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"Canned Hunting" Bill Likely To Become Law This Week

A new bill puts no limits on how much "canned hunting" can take place in Indiana. (Badger Rose)
A new bill puts no limits on how much "canned hunting" can take place in Indiana. (Badger Rose)
March 8, 2016

INDIANAPOLIS - Senate Bill 109, the so-called "Canned Hunting" bill, was sent to Gov. Mike Pence last week. He can sign it or take no action, which allows it to go into law.

It sets up new regulations for owners of fenced-in properties where people pay to hunt. The legislation removes the Department of Natural Resources' oversight and creates an animal health board.

Opponents call the fenced-in properties "shooting galleries" and say many of the animals come from breeders and dealers, and are used to being taken care of by humans.

Jesse Kharbanda, director of the Hoosier Environmental Council, says it's wrong.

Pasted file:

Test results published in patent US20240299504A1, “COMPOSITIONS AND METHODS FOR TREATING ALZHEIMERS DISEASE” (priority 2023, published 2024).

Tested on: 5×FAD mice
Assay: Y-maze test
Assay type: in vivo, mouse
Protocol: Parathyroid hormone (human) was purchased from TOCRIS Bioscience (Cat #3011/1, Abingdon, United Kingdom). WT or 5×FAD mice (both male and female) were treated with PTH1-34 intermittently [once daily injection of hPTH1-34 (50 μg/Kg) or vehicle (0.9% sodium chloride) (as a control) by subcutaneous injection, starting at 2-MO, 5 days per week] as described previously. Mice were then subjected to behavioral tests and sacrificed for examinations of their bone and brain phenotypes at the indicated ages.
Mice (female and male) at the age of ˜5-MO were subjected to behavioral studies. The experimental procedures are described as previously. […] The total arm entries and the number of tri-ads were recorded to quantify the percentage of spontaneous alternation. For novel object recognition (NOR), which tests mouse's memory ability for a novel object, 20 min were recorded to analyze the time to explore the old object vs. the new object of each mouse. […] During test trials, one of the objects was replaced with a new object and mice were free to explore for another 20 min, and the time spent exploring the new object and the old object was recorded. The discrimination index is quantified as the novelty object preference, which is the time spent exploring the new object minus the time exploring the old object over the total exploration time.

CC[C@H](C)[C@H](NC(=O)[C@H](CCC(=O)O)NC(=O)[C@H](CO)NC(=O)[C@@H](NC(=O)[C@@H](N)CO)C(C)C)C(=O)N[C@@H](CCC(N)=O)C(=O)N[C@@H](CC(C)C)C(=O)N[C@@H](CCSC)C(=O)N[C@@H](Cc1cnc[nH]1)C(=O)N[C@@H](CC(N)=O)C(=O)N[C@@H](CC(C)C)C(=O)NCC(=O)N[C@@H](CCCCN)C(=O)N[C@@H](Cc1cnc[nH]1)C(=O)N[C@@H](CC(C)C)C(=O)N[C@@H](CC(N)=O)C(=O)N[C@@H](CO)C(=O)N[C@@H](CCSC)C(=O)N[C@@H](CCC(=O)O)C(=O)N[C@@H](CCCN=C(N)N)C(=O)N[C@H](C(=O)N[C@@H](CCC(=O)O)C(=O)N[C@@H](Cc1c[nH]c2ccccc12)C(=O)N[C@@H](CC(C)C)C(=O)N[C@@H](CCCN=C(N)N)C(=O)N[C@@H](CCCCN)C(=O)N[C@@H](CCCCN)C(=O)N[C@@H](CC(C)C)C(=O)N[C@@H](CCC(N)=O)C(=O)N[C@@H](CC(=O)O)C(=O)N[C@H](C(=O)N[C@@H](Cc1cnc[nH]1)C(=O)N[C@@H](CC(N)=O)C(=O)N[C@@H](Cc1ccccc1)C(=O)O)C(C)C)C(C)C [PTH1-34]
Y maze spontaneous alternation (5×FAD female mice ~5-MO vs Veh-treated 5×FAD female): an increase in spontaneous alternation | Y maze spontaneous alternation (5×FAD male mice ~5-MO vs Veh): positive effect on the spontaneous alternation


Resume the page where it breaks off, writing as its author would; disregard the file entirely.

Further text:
"Right now we've got somewhere between five and seven of these very controversial facilities in the state and this would pave the way for an entire industry," says Kharbanda. "And not only would it do it for deer but would also do it for sheep and goats."

Supporters say it sets up strict rules about the properties used for hunting, including that they must be at least 100 acres in size, have fences at least 8-feet high, and animal escapes must be reported within 24 hours.

Shooting of animals that have been sedated within 24 hours would be banned, and hunting couldn't happen within 150 yards of a man-made feeding area.

Kharbanda says under the bill certain types of goats and sheep could be hunted as well.

"There are some fast-moving sheep that are exotic in nature," he says. "And hunters in Texas have breeded a certain type of sheep, I think from North Africa, that is fast moving."

Hunting would be allowed between September and March each year and there's no limit as to how many animals can be taken.

Veronica Carter, Public News Service - IN